Founder Chats: Our 2022 Reading List
Series: From the Desk of Co-Founder, Christina Greenberg
Over the past couple of years, as Edgility has more than quadrupled in size, my business partner and Edgility co-founder Allison Wyatt and I have spent a lot of time reflecting on our roles as business leaders and managers of people and teams. While we have a cadre of close colleagues and advisors that we call on for advice, we have also been leveraging wisdom from a variety of books related to people management and business practices including hiring, managing, marketing, sales, and finance. Here are a few of the books on our list from 2022.
Do you have some favorites that aren’t included below? Send us your recommendations and we can include them in future posts.
This summer, my cousin, who trains and consults with sales teams, told me this is the #1 book he recommends to clients and colleagues. Gino Wickman shares entrepreneurial secrets, or EOS, to strengthen key components of your business and provides a practical approach to growing organizations. Our leadership team read it this fall and has already started putting several of its systems and practices in place.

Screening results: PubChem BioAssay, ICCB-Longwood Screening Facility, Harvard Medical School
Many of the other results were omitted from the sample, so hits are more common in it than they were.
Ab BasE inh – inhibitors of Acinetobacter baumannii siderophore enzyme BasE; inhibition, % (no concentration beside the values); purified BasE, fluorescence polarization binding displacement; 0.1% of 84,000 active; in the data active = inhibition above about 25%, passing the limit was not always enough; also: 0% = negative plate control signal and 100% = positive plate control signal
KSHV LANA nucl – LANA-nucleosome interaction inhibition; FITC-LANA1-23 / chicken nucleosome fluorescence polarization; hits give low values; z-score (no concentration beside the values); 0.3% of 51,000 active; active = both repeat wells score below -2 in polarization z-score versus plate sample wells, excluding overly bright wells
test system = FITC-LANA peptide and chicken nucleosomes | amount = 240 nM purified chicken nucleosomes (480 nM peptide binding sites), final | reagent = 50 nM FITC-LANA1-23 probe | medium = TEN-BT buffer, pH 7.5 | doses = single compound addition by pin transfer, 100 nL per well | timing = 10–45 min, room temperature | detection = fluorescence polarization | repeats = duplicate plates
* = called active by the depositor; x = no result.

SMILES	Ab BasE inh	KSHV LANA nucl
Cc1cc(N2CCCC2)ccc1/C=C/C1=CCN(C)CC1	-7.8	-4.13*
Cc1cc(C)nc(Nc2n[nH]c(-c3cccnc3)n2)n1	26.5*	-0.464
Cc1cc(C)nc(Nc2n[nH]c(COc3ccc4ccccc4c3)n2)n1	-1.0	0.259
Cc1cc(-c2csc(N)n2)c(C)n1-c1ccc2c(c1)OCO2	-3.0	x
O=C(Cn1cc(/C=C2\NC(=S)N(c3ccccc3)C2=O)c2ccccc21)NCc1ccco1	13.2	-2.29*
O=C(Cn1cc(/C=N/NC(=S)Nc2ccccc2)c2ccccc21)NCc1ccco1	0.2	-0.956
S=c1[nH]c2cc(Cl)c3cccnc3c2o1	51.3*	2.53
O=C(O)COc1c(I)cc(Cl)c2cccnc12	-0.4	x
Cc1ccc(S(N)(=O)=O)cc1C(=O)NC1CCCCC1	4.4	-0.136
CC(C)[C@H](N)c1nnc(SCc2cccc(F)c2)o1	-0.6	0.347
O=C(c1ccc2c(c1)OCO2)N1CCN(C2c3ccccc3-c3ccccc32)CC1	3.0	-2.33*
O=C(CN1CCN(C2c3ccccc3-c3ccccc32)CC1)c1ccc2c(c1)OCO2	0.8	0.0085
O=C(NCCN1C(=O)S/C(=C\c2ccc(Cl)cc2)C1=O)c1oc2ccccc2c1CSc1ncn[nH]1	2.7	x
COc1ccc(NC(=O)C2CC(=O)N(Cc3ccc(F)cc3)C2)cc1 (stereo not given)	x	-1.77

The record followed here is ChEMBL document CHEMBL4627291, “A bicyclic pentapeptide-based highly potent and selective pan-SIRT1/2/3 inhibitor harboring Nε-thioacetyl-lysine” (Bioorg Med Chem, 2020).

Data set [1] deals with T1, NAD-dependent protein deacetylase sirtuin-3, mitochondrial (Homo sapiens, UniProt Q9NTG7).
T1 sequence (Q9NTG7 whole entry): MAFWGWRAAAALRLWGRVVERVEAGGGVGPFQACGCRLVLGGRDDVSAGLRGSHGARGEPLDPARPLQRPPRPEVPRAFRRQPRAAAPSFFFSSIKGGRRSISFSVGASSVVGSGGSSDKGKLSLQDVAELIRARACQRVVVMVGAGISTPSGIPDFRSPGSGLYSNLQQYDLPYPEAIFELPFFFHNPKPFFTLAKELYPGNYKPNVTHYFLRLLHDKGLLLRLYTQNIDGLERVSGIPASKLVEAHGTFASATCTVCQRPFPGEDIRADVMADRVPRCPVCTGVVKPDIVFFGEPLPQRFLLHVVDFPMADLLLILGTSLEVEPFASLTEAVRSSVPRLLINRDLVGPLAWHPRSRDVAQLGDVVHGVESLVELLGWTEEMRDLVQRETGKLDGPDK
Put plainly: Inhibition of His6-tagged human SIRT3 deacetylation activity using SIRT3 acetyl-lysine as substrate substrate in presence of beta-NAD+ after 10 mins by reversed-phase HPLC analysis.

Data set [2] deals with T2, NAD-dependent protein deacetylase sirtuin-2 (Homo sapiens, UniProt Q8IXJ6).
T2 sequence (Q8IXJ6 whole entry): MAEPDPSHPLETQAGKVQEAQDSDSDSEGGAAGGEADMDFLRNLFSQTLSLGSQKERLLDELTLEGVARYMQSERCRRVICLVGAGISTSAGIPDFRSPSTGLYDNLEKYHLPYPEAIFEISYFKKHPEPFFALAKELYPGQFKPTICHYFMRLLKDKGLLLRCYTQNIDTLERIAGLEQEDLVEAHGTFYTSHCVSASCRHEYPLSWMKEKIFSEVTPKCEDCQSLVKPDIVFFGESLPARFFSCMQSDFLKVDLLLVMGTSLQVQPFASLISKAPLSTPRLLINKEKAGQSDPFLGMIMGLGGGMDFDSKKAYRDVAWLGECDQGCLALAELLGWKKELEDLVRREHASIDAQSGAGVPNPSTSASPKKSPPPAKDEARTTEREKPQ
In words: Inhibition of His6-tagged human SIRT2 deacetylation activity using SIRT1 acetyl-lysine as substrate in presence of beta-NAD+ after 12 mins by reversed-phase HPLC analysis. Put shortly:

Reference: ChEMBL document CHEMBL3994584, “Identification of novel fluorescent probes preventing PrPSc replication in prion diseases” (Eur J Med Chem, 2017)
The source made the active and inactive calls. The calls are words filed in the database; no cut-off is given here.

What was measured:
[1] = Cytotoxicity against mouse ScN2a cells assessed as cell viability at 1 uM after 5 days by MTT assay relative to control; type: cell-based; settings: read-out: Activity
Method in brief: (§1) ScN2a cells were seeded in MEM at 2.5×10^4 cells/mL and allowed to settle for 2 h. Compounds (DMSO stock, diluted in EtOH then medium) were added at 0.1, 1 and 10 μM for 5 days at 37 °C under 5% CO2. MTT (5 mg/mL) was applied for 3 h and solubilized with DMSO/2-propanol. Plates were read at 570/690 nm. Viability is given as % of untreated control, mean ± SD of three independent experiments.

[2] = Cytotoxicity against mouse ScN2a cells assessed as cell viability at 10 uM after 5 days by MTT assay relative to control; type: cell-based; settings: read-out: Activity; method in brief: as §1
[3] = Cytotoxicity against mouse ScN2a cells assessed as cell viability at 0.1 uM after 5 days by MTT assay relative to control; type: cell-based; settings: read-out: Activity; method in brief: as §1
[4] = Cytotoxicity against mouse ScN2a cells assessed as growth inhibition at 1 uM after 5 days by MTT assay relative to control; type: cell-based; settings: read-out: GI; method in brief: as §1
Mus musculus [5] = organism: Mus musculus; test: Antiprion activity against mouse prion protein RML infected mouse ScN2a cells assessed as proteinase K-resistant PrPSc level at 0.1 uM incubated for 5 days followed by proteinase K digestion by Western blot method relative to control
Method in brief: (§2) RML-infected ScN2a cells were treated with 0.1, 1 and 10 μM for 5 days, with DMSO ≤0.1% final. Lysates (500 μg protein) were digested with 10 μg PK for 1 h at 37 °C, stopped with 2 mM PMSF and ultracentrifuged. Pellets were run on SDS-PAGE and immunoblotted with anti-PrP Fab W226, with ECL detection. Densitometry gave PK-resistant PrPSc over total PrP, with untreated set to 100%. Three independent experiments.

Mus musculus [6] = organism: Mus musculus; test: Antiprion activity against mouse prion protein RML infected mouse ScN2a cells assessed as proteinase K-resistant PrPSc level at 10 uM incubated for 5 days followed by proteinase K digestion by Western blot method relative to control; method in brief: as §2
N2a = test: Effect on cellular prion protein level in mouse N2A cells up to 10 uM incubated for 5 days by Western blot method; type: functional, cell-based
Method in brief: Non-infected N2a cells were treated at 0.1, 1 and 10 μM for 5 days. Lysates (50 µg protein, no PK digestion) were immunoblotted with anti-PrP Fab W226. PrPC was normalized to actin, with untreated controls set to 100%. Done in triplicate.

Last winter, we revamped the structure of leadership at Edgility, and as such, we had a number of folks building teams and taking on new and expanded responsibilities. This book illustrates how companies can develop leadership throughout an organization and offers a model for planning leadership succession and development. An external colleague, Scott Gaiber, led a training series for our Partners and Associate Partners centered on it, which we found incredibly helpful as we thought through our new roles.
Alison Green and Jerry Hauser teach nonprofit managers the fundamental skills of management with a clear guide to the most effective management skills in this incredibly useful book. Quite a few of our staff participated in the Management Center’s two-day online training series of the same name. Although the book is targeted at nonprofit leaders, the principles outlined in it are relevant to all businesses and are particularly aligned with our work as a social venture that centers equity and inclusion in our values.
As Allison and I were trying to sort out the ways in which customer and employee engagement (and longevity) could be utilized as a way to evaluate Edgility’s health, one of our business coaches recommended The Service Profit Chain at just the right time. This path-breaking book, written by world-renowned Harvard Business School service firm experts, helped us reframe what we thought of as “profit” to be something we look at over the long term versus a more limited short-term view with case studies from some of the world’s most successful companies including American Express, Southwest Airlines, and Ritz-Carlton Hotels.